Surrealismi ja musiikki

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Surrealism and music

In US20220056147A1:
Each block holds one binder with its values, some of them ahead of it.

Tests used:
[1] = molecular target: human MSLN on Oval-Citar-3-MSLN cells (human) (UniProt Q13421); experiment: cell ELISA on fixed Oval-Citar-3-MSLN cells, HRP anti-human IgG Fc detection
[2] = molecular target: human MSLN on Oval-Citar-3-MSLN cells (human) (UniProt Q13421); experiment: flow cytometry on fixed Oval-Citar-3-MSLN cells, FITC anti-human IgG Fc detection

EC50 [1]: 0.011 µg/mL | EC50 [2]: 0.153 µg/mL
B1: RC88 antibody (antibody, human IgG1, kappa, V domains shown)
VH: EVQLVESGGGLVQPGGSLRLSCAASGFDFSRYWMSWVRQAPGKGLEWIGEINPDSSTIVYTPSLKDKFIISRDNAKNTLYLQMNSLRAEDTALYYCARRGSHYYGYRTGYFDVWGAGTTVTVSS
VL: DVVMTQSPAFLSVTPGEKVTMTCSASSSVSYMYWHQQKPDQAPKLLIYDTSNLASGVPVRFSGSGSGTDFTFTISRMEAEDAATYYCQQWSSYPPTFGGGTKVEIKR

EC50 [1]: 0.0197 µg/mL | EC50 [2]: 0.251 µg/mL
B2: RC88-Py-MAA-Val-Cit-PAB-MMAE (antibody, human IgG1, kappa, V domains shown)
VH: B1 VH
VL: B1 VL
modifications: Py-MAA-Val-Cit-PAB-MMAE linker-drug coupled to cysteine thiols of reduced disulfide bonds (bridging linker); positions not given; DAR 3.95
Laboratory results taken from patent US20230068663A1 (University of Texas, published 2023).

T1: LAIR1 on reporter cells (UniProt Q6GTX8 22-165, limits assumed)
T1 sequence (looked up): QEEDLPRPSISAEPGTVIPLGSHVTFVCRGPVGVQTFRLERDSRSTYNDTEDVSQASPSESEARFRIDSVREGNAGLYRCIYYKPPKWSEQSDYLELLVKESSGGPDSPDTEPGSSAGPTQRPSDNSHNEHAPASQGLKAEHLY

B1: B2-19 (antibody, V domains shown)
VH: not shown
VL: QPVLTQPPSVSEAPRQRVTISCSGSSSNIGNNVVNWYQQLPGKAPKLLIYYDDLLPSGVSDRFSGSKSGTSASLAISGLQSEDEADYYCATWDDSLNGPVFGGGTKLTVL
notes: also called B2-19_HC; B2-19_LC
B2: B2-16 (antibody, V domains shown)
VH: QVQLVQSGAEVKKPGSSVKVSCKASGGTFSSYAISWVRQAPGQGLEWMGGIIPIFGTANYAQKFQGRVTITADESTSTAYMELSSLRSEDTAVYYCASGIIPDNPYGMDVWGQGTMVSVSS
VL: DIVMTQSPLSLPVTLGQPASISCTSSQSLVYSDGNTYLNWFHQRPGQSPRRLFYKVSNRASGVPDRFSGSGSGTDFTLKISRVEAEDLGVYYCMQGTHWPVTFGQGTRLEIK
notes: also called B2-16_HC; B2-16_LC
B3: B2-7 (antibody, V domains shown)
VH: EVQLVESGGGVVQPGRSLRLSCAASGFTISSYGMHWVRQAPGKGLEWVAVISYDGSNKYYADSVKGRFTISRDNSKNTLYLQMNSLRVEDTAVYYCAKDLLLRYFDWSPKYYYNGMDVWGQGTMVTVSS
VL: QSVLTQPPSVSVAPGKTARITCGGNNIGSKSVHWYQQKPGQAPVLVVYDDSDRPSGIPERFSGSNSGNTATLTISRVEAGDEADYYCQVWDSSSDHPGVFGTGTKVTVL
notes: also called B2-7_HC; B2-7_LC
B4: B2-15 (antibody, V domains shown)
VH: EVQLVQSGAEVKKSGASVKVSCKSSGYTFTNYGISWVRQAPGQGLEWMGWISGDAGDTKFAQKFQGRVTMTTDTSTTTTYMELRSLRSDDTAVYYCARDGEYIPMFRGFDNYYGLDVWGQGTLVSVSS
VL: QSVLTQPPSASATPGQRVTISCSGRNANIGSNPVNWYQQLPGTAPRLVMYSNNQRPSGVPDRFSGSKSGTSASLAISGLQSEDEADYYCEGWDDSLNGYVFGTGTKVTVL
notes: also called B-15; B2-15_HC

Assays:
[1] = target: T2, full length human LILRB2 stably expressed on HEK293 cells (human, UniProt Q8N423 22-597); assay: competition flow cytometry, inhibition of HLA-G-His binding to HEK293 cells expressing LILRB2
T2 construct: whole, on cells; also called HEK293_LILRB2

According to the definition of surrealism in André Breton's Surrealist manifesto surrealism can express itself verbally or in any other manner. Thus we have, in addition to surrealist writing, surrealist painting, theatre and cinema. The apparent absence of music among the surrealist arts may seem surprising and require explanation. André Breton's lack of musical ear has been offered as one explanation. However, there are more theoretical reasons, too. In so far as surrealism wanted to avoid the complete absence of reference to reality characteristic of abstractionism, the abstractness of music poses a problem. Attempts have, however, been made to find or to compose music that corresponds to surrealist aesthetics. Sometimes parallels have been drawn between surrealist automatism and improvised music, especially jazz. More serious and consistent attempts, however, involve incorporating reality and referentiality into music. This strategy has been used by the Belgian composer and surrealist André Souris and by the composer François-Bernard Mâche. Breton has also written an article in which he proposes collaboration between poets and musicians based on the inherent musical qualities of spoken language. As a conclusion one can observe that the encounter of music and surrealism necessarily involves an attempt to overcome one of the characteristic features of modern music, that is, the autonomy and abstractness of music.